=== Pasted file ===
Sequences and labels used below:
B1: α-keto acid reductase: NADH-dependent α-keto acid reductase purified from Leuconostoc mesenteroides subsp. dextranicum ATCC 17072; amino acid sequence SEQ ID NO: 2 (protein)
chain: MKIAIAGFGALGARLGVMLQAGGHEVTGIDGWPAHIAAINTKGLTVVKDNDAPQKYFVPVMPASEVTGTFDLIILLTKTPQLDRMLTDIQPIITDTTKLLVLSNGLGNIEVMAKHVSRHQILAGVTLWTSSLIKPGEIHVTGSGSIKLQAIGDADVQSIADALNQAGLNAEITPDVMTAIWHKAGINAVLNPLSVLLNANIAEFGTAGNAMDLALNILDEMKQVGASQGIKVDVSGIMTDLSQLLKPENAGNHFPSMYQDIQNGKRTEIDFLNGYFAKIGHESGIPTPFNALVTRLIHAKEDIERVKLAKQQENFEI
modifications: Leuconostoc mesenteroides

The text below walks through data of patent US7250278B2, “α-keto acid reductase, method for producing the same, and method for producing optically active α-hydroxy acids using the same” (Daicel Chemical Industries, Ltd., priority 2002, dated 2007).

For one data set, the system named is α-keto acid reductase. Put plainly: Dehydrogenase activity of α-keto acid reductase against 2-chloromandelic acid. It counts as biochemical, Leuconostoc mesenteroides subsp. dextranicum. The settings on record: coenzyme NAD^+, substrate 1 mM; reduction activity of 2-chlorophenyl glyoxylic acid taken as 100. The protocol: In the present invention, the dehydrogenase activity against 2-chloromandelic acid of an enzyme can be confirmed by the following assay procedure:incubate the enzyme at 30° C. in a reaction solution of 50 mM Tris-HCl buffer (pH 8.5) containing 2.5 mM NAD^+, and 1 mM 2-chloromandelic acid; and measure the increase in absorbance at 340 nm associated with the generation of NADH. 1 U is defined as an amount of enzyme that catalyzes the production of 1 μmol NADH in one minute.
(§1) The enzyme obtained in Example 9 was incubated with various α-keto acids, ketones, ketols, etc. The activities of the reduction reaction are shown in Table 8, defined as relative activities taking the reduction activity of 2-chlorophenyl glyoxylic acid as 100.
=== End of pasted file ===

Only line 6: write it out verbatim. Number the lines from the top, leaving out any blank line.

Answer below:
For one data set, the system named is α-keto acid reductase. Put plainly: Dehydrogenase activity of α-keto acid reductase against 2-chloromandelic acid. It counts as biochemical, Leuconostoc mesenteroides subsp. dextranicum. The settings on record: coenzyme NAD^+, substrate 1 mM; reduction activity of 2-chlorophenyl glyoxylic acid taken as 100. The protocol: In the present invention, the dehydrogenase activity against 2-chloromandelic acid of an enzyme can be confirmed by the following assay procedure:incubate the enzyme at 30° C. in a reaction solution of 50 mM Tris-HCl buffer (pH 8.5) containing 2.5 mM NAD^+, and 1 mM 2-chloromandelic acid; and measure the increase in absorbance at 340 nm associated with the generation of NADH. 1 U is defined as an amount of enzyme that catalyzes the production of 1 μmol NADH in one minute.